G and J

The place for chat about anything not related to language.

G and J

Postby dtp883 » Thu 25 Jun 2009 1:10 am

This is just a quick question, does anyone know why in English, French, Spanish, and Portuguese (and any languages I missed) the "soft" g sound and the j sound correspond?
Native: English (NW American)
Advanced: Spanish
Intermediate: French
Beginning: Arabic (MSA/Egyptian)
Some day: German
User avatar
dtp883
 
Posts: 414
Joined: Sat 18 Apr 2009 10:51 pm
Location: San Francisco Area

Re: G and J

Postby linguoboy » Thu 25 Jun 2009 2:15 am

dtp883 wrote:This is just a quick question, does anyone know why in English, French, Spanish, and Portuguese (and any languages I missed) the "soft" g sound and the j sound correspond?

Besides the normal process of language change? /g/ palatalised before front vowels in the Vulgar Latin underlying all of the Romance varieties you mention and fell together with /j/ (spelled <I> in Latin orthography, but later <j> to distinguish it from /i/).

<J> wasn't part of Old English orthography; Modern English words containing <j> were originally borrowed from French along with the French pronunciation. (/g/ also palatalised in English, but the outcome was spelled <y> instead of <j>, e.g. ȝear > year.)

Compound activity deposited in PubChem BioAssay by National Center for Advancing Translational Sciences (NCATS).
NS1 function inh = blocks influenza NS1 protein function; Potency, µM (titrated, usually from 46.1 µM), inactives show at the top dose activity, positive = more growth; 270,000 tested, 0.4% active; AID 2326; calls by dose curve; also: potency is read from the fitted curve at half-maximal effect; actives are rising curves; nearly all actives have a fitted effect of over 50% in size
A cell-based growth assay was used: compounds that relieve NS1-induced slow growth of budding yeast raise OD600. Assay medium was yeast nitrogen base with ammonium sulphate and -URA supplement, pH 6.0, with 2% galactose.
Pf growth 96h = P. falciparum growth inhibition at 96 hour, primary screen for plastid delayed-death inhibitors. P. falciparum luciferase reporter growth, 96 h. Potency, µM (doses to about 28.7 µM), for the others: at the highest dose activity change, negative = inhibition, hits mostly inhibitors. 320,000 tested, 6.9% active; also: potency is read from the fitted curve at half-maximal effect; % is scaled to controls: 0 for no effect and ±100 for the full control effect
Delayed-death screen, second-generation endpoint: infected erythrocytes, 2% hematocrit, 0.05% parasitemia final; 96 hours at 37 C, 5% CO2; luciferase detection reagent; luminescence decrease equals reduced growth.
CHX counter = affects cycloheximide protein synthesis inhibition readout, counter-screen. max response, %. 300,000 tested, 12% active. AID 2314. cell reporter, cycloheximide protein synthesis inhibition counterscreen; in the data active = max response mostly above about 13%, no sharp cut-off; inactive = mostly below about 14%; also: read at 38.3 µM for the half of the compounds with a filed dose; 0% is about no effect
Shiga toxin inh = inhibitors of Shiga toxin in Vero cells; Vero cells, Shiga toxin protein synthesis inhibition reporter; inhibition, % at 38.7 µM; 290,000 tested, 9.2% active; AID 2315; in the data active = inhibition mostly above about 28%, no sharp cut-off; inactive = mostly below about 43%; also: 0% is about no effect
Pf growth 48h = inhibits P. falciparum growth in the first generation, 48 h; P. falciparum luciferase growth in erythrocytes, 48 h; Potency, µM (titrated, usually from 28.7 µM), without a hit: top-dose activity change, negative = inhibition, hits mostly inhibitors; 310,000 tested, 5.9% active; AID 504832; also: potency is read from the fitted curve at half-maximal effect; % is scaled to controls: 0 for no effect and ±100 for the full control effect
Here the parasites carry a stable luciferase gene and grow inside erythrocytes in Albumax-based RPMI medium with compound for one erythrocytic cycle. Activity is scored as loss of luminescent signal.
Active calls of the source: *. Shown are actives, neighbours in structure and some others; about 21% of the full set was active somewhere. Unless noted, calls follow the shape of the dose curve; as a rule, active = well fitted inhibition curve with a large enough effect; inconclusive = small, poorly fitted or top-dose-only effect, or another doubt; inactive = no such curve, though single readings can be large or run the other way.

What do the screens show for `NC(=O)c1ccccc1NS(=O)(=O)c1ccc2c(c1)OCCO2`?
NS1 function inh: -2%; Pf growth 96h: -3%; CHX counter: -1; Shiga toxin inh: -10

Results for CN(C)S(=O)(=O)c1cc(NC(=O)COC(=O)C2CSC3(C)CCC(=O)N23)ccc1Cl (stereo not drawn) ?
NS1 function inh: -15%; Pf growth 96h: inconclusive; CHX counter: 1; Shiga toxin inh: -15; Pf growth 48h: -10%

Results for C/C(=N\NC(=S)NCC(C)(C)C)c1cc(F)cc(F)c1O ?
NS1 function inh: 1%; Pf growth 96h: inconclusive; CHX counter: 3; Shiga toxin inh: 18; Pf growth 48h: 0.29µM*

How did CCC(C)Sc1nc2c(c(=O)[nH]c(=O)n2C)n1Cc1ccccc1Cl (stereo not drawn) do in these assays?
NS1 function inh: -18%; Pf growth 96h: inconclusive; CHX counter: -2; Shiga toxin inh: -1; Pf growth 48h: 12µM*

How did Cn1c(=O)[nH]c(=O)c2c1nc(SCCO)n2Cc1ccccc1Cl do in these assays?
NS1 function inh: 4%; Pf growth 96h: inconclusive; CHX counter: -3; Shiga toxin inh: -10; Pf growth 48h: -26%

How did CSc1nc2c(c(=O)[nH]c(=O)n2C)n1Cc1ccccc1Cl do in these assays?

english*deutsch*nederlands*català*castellano*gaelainn*cymraeg*français*svenska*韓國말*漢語
linguoboy
 
Posts: 1029
Joined: Sun 19 Apr 2009 9:02 am

Re: G and J

Postby pittmirg » Mon 31 Aug 2009 9:51 am

It's also interesting that, for example, an old Czech orthography used <g> for /j/. Perhaps it's true for other medieval Central European orthographies as well, but I don't know for sure.
Till the XIX century, Polish used to borrow some Latin words with <j> in place of <g>: jenerał from generalis, trajedia from tragœdia, rejestracja from registratio, regestratio, rejent from regens, jeniusz from genius. I have no idea why, nowadays many of them are spelled with <g> and pronounced with /g/ (generał, tragedia, geniusz), in a few cases there are variants (agencja~ajencja, rejon~region*) with slightly different meaning or <j> (/j/) has won (rejestracja 'registration'). There hasn't been any sound change of the kind that would affect similar native words.
EDIT: I did some googling and there were several mentions of some medieval Latin pronuciation with g > j before front vowels. How could that arise, though? And the forms with g were said to be "restored by renaissance humanists".


*however, according to my dictionary of foreign words, rejon may be from French rayon, rather than from Latin regio.
pittmirg
 
Posts: 5
Joined: Mon 29 Jun 2009 6:13 am
Location: Oświęcim, PL


Return to General chat

Who is online

Users browsing this forum: No registered users and 2 guests

cron